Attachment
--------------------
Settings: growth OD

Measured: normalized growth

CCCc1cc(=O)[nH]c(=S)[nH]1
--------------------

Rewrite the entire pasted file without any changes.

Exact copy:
Settings: growth OD

Measured: normalized growth

CCCc1cc(=O)[nH]c(=S)[nH]1